Shivaji Maharaj incorporated this fort in Swarajya along with Lohgad, Visapur, Tung and Tikona in 1657. On
March 11, 1818, Col. Prother invaded this fort but could not succeed even after prolonged fighting. Finally he
succeeded on 14th March, by dropping a cannon ball where the ammunition was stored. Along with this fort
the English also conquered Ghangad.
Koraigad appears like a wall from Peth Shahpur. On the top of the fort is a huge plateau. The ramparts on this
fort are around 1 ½ kms in length. One can move along the complete top of the fort by walking on the bailey.
While coming up from the Peth‐Shahpur route, we come across many caves, some cisterns and an idol of
lord Ganeshlord Ganesh.
After entering the Ganesh Darwaaja (Peth Shahpur route), we can see the remnants of the old buildings.
Here we can see the temple of Goddess Korai Devi. This temple has been renovated recently. There is a
“DEEPMALA” i h i f f h l Th id l f K i D i i d 4 f hi h Th“DEEPMALA” right in front of the temple. The idol of Korai Devi is around 4 feet high. There are many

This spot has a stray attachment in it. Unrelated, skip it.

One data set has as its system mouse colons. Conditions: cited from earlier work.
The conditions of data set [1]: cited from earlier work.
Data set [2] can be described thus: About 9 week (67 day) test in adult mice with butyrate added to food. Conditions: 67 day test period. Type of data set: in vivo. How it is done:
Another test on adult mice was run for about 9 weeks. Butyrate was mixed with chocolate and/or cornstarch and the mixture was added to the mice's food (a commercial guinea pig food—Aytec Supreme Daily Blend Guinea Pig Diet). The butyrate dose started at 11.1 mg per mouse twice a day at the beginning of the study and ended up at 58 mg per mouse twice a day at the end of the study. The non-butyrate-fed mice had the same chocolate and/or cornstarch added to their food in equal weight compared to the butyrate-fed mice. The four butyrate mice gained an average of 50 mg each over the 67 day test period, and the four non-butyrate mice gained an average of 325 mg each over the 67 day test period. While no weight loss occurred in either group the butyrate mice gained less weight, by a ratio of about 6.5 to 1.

bastions on the Southern side of the fort. There are 6 cannons on this fort. Of these, the biggest cannon
named “Laxmi” lies next to the Korai Devi temple. There are two more temples on the fort.
There are two large ponds on this fort and ahead of them are two caves. Here we can see the idol of lord
Vishnu holding the Conch, Discus, Mace and Lotus flower.
From here Nagphani Point Tung Tikona Matheran Prabalgad Karnala and Manikgad ranges can be viewedFrom here Nagphani Point, Tung, Tikona, Matheran, Prabalgad, Karnala and Manikgad ranges can be viewed.
Trekkers can stay in the temple on top of the fort..
Un paralleledUn paralleled
Standing as silent sentinels to history are the 350‐odd forts of Maharashtra. Beaten by
g y y
the sea waves, lashed at by the torrential Deccan rains, or scorched in the blazing sun,
stand imposing ramparts and crumbling walls , the last lingering memories of
Maharashtra's martial times. Nowhere in the country would you encounter such a
profusion of forts. And such variety. Sited on an island, or guarding the seas or among
the Sahyadri hills, whose zig‐zag walls and rounded bastions sit like a scepter and
crown amidst hills turned mauve.